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Markets are in denial about nuclear risk

Markets are in denial about nuclear risk, The Jordan Times, Mar 13,2022 –  NEW YORK  —  Financial markets do not seem to be pricing in the full risks of Russia’s invasion of Ukraine. The absence of any meaningful negative response in equity, corporate debt and sovereign debt markets in Europe, the United States, Canada and Japan would barely make sense even if there was no chance of the situation escalating into an open conflict between NATO and Russia. But that is not the only real risk; so, too, is the threat of the conflict going nuclear……….

Global asset markets have not even priced in this least-bad scenario. But if the Russia-Ukraine war escalated to become a Russia-NATO war, there would be a serious risk of nuclear conflict. One sure way to achieve such an escalation would be for NATO to establish a no-fly zone over Ukraine, as the Ukrainian government has urged.

While NATO and Western governments have imposed economic and financial sanctions on Russia and furnished Ukraine with anti-tank weapons, drones, portable surface-to-air missiles and ammunition, these forms of support do not amount to an act of war. Enforcing a no-fly zone, however, would mean shooting down Russian targets. Were NATO to take this step, a wider war would become inevitable.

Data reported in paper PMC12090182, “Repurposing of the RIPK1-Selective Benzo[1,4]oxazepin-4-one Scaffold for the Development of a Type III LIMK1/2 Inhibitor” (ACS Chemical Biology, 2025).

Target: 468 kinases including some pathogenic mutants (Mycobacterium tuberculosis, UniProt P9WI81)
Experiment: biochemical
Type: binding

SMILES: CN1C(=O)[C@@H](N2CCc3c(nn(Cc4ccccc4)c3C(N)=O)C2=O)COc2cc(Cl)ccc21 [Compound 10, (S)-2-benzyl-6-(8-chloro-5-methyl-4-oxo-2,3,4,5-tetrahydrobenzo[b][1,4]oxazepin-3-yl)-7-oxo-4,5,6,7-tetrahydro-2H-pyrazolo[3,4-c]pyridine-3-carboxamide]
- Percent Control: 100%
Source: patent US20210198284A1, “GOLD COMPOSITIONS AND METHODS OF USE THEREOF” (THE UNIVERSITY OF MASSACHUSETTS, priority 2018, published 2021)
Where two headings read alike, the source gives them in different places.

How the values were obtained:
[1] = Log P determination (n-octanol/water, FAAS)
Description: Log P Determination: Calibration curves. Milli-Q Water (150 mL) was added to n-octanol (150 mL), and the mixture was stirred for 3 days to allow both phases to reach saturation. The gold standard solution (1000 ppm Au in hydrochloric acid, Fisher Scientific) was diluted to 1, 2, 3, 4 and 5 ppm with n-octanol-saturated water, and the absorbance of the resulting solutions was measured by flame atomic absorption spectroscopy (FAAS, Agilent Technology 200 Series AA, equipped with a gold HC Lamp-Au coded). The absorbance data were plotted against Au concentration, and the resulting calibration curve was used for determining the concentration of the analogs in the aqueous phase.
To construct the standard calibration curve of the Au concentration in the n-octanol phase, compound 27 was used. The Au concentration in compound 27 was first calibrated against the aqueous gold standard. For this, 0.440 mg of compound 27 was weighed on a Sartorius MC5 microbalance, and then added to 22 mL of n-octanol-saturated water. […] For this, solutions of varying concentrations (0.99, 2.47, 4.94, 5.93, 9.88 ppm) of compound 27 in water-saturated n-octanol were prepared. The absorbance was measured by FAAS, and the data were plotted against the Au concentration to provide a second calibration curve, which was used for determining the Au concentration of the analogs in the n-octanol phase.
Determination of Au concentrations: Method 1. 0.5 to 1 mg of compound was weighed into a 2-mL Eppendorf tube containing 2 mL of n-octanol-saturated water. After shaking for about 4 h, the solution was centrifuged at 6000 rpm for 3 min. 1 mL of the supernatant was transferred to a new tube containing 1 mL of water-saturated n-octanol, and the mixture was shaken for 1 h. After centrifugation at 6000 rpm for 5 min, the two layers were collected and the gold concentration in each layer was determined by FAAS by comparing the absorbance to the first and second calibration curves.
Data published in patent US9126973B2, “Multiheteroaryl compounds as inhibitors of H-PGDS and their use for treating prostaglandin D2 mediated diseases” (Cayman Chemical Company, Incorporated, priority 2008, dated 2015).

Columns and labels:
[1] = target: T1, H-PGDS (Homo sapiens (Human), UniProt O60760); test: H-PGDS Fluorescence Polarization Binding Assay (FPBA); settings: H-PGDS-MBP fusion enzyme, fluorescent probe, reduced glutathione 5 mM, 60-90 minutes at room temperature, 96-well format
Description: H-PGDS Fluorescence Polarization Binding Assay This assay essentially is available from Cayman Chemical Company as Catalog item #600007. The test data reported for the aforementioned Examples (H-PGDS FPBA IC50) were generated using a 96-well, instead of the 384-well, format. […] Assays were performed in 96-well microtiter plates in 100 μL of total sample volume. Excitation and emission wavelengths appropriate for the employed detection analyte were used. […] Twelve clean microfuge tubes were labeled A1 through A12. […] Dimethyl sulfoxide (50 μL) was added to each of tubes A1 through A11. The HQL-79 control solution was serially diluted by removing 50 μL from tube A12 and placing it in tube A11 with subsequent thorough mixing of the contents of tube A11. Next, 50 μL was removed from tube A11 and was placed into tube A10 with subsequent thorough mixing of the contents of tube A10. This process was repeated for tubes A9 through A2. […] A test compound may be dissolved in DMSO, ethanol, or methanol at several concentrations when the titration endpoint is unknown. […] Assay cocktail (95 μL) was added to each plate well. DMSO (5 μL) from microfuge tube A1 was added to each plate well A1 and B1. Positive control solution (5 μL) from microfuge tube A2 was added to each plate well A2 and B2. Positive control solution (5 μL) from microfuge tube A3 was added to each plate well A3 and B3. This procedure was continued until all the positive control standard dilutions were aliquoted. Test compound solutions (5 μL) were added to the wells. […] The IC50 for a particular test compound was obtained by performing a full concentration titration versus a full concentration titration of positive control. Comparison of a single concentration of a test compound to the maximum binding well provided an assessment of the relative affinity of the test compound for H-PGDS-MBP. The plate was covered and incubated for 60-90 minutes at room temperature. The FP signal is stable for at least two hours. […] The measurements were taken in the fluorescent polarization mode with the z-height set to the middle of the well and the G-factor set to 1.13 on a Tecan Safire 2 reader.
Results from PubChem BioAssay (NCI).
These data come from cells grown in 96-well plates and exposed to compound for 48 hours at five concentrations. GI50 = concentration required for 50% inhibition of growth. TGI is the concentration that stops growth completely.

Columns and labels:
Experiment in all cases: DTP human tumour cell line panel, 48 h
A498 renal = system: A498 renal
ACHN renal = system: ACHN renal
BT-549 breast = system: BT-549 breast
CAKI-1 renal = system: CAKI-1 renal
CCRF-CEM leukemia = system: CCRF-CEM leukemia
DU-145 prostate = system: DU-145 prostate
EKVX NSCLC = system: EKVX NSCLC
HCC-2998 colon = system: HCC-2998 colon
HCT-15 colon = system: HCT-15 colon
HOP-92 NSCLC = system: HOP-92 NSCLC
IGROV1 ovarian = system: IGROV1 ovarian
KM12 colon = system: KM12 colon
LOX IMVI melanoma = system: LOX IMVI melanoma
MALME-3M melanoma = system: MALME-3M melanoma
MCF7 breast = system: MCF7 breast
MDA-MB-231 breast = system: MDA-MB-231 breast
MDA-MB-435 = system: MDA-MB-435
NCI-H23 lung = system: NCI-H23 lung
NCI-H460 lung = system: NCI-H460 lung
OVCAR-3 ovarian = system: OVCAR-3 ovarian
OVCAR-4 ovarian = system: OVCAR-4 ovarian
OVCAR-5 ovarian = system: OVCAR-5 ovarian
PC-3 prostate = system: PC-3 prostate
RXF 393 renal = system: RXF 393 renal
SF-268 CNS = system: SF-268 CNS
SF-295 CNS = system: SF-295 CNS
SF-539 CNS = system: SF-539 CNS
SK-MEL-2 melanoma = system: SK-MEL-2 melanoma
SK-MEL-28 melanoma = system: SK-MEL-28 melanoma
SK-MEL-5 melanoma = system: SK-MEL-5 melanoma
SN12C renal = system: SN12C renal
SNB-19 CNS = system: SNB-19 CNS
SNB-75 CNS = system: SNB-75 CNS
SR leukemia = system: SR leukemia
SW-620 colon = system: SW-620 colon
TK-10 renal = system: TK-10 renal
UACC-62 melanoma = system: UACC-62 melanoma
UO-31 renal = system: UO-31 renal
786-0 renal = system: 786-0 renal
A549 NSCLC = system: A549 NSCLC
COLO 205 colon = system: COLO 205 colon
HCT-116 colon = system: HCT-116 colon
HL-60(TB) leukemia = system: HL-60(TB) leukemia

So far, NATO has forthrightly rejected calls for a no-fly zone. It has also shown restraint in response to Putin’s nuclear saber-rattling. On February 27, 2022, Putin put Russia’s nuclear forces on high alert in response to Western sanctions and what he referred to as “aggressive statements” from NATO powers.

On the same day, Belarus abandoned its non-nuclear status  —  thereby permitting Russia’s nuclear weapons on its territory. This escalation came on the heels of Russia’s extensive strategic nuclear exercises on February 19, and Putin’s televised speech announcing the invasion on February 24, when he emphasised that Russia is still one of the world’s most powerful nuclear-weapons states…………..

Today, there is scant evidence that markets have even noticed the rising risk of a nuclear conflict. Denial is the name of the game.

Willem H. Buiter is an adjunct professor of international and public affairs at Columbia University.  2022.


March 14, 2022 - Posted by | 2 WORLD, business and costs

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